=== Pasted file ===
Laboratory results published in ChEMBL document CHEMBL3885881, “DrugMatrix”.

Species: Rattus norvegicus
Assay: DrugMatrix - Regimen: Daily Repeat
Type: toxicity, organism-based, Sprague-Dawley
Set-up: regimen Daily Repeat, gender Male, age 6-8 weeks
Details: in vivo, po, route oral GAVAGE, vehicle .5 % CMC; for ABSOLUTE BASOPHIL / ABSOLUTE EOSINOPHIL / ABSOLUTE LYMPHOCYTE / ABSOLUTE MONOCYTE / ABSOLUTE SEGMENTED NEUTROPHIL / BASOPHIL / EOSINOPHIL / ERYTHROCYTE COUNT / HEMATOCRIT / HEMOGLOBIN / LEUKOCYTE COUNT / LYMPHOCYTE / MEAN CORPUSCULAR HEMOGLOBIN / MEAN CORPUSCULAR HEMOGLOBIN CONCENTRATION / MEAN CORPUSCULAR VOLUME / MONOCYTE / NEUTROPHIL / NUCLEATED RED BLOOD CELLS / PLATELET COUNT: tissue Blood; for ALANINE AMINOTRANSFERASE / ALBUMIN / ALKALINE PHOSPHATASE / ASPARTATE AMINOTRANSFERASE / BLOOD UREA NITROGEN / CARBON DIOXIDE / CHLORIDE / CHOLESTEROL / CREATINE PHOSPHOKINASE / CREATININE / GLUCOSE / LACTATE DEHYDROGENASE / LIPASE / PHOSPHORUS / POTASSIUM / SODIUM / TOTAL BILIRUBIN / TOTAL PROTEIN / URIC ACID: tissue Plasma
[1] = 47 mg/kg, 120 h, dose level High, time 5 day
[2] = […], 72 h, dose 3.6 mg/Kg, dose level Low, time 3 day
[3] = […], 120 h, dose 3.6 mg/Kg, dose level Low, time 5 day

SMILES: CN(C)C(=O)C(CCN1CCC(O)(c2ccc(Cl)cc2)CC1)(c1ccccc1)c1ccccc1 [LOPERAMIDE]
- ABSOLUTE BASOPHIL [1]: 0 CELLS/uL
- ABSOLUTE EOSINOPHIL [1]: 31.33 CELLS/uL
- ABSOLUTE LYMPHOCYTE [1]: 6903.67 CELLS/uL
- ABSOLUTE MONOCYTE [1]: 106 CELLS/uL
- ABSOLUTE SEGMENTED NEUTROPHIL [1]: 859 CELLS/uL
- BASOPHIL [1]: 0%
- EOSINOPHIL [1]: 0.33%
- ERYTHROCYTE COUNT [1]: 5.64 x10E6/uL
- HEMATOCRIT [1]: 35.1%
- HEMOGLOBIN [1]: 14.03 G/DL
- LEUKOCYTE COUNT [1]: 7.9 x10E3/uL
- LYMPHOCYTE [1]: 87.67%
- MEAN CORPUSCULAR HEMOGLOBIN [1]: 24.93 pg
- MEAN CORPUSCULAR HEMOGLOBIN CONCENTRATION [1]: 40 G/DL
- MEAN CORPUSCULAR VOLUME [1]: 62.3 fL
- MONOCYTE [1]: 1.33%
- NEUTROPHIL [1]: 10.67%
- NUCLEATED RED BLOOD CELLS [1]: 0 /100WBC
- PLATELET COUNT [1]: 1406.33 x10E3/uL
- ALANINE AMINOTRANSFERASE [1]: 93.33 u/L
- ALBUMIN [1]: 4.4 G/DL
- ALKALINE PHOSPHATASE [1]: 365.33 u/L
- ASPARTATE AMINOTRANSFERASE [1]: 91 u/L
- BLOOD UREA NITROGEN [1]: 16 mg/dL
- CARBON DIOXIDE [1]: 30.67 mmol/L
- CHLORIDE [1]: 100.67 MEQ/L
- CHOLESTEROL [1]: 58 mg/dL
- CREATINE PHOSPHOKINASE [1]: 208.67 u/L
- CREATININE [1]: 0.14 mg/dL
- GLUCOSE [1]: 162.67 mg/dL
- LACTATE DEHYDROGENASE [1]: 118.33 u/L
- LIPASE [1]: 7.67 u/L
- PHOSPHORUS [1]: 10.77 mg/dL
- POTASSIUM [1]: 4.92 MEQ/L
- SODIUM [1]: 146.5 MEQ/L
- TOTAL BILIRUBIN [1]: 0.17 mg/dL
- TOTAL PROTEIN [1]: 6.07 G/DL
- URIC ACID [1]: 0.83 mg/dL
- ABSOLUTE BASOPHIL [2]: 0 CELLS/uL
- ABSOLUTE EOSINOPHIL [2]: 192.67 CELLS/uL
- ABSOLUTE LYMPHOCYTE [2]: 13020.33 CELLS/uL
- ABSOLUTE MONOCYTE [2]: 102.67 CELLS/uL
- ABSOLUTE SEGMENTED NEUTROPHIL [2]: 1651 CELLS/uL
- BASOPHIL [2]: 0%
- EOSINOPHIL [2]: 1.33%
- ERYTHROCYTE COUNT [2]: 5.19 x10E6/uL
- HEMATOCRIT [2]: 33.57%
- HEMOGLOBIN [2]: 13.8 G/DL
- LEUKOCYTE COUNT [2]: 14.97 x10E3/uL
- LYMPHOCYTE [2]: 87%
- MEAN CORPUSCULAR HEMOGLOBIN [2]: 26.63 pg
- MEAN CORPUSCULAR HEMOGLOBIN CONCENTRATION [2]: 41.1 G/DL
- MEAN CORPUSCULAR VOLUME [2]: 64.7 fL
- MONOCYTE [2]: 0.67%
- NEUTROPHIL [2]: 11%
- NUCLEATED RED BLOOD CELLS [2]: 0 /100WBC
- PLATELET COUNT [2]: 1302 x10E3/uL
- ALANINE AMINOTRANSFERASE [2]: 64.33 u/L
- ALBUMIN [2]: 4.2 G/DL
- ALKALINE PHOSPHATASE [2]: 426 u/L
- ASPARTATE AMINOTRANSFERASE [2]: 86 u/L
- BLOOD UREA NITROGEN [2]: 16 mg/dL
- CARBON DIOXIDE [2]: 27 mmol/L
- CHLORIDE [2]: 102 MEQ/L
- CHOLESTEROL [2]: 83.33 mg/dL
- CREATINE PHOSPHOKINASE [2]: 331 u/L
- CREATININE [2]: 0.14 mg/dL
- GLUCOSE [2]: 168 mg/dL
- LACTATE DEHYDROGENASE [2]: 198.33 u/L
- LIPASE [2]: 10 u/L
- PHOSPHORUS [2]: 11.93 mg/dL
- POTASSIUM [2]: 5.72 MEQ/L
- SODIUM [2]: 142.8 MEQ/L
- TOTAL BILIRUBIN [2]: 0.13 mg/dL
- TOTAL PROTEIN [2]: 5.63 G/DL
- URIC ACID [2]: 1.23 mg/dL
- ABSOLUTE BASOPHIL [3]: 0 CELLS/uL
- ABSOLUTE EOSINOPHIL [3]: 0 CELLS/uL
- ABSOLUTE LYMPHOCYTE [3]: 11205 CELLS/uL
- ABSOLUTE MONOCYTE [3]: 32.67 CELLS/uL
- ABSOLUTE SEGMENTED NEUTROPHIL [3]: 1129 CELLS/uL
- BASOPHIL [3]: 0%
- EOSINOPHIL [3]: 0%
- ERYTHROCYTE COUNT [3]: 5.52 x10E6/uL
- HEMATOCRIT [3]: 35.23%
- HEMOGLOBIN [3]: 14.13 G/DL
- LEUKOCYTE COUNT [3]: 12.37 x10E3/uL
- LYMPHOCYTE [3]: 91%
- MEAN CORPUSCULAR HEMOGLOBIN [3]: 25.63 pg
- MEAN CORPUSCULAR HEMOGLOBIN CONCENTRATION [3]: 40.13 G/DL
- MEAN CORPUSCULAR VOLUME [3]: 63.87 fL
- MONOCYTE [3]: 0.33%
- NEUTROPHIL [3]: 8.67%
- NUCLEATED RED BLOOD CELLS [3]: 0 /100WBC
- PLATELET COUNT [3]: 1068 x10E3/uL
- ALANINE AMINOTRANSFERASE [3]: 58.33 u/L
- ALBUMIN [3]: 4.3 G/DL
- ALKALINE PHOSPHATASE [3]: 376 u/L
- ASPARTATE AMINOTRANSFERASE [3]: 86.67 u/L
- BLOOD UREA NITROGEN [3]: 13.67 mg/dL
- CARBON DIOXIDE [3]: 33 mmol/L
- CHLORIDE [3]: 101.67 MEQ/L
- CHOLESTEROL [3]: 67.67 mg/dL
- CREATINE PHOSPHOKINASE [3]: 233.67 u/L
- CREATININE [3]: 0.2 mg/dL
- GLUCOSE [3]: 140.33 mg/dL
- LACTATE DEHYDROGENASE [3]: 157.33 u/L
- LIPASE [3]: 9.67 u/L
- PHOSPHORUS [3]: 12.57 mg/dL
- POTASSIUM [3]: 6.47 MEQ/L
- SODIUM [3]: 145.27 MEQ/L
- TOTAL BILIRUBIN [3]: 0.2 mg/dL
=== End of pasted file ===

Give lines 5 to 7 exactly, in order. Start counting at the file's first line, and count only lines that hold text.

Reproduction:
Set-up: regimen Daily Repeat, gender Male, age 6-8 weeks
Details: in vivo, po, route oral GAVAGE, vehicle .5 % CMC; for ABSOLUTE BASOPHIL / ABSOLUTE EOSINOPHIL / ABSOLUTE LYMPHOCYTE / ABSOLUTE MONOCYTE / ABSOLUTE SEGMENTED NEUTROPHIL / BASOPHIL / EOSINOPHIL / ERYTHROCYTE COUNT / HEMATOCRIT / HEMOGLOBIN / LEUKOCYTE COUNT / LYMPHOCYTE / MEAN CORPUSCULAR HEMOGLOBIN / MEAN CORPUSCULAR HEMOGLOBIN CONCENTRATION / MEAN CORPUSCULAR VOLUME / MONOCYTE / NEUTROPHIL / NUCLEATED RED BLOOD CELLS / PLATELET COUNT: tissue Blood; for ALANINE AMINOTRANSFERASE / ALBUMIN / ALKALINE PHOSPHATASE / ASPARTATE AMINOTRANSFERASE / BLOOD UREA NITROGEN / CARBON DIOXIDE / CHLORIDE / CHOLESTEROL / CREATINE PHOSPHOKINASE / CREATININE / GLUCOSE / LACTATE DEHYDROGENASE / LIPASE / PHOSPHORUS / POTASSIUM / SODIUM / TOTAL BILIRUBIN / TOTAL PROTEIN / URIC ACID: tissue Plasma
[1] = 47 mg/kg, 120 h, dose level High, time 5 day